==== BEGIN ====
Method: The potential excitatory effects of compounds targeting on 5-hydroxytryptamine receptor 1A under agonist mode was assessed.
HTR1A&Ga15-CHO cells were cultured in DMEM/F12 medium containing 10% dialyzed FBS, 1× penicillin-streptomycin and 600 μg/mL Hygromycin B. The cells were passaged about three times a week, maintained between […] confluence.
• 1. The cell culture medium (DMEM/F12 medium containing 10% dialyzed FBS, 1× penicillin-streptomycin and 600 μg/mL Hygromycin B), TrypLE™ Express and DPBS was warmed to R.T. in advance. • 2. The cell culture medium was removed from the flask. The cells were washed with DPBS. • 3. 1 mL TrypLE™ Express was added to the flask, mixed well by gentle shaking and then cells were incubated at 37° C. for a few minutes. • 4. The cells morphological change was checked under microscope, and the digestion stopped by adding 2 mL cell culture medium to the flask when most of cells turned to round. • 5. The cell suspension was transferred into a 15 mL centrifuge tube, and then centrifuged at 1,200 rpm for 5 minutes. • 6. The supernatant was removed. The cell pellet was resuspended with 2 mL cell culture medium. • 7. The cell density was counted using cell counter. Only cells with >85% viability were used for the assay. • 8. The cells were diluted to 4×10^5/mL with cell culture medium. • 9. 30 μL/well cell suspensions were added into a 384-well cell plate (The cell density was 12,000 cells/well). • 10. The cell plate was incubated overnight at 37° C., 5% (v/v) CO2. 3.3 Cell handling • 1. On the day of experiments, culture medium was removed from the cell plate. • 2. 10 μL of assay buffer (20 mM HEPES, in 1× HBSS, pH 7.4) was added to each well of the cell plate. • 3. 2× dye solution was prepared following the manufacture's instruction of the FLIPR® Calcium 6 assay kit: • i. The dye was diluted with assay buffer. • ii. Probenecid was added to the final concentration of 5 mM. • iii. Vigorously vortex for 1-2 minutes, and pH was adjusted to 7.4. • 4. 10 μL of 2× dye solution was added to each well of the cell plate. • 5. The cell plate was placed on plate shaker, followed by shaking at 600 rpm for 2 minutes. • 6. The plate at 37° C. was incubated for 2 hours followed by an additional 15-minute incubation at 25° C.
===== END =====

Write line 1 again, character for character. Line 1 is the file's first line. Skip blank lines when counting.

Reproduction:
Method: The potential excitatory effects of compounds targeting on 5-hydroxytryptamine receptor 1A under agonist mode was assessed.